Parents and other members of a community outside Louisiana have expressed their concerns regarding a stalemate that seems to be delaying an agreement between local teachers and management. Questions and answers were recently addressed by both sides of the issue. The teachers' association appears to be making it very clear that if management refuses to negotiate a fair agreement in the contract dispute, they may indeed launch a faculty strike.
Parents have shared their worries that any possible strike places their children at risk should they lose instructional time due to ongoing disputes. Management officials have responded by saying they will hire qualified substitutes to teach the children if faculty members strike, so that schools can remain open. The current disagreement has apparently been raging, unresolved, for years.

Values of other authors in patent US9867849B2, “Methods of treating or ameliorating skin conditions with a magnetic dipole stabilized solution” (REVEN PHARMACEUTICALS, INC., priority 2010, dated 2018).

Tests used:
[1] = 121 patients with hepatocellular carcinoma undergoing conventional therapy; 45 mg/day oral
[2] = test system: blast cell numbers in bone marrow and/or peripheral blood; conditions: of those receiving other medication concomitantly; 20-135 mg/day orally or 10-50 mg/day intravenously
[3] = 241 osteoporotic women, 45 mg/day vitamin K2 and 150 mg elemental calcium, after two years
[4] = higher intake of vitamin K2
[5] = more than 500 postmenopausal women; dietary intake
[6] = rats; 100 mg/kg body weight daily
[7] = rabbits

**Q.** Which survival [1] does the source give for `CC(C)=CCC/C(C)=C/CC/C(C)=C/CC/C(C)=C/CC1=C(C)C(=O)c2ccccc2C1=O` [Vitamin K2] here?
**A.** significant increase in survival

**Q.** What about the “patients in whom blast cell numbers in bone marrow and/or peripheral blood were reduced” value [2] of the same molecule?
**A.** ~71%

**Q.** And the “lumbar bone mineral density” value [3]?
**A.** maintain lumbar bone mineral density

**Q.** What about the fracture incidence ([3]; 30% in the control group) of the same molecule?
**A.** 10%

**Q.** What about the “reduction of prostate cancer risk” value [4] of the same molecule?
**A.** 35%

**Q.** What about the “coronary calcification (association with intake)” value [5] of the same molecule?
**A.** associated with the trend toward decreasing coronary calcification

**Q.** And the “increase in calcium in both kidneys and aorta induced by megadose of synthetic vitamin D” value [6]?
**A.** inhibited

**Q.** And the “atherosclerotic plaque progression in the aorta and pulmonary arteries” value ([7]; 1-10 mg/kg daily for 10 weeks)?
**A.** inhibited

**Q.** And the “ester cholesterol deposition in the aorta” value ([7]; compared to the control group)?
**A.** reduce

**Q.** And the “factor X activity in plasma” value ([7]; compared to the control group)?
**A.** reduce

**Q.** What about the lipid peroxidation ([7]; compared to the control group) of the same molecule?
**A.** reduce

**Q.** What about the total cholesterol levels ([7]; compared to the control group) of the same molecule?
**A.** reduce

In 2012, a federal judge ruled against the teachers regarding a wage freeze that had been issued some years earlier. The following year, a mediator proposed a new deal that included more than $18,000 in proposed retroactive and pay and salary increases for faculty members. Teachers would have to pay 10 percent of their insurance fees under the new agreement. The Buffalo Teachers Federation rejected the proposed contract.
Negotiations to resolve the lingering contract dispute are reportedly scheduled to resume during the 2017 school year. It is obvious that the ongoing dispute has caused stress for many of those involved. Successful solutions to such problems often hinge upon experienced, aggressive representation from a skilled negotiator who is prepared to litigate, if needed. This type of guidance can be sought in Louisiana by contacting a business and commercial lawyer in the area.
Source: buffalonews.com, "Buffalo teachers contract dispute over the years", Aug. 19, 2016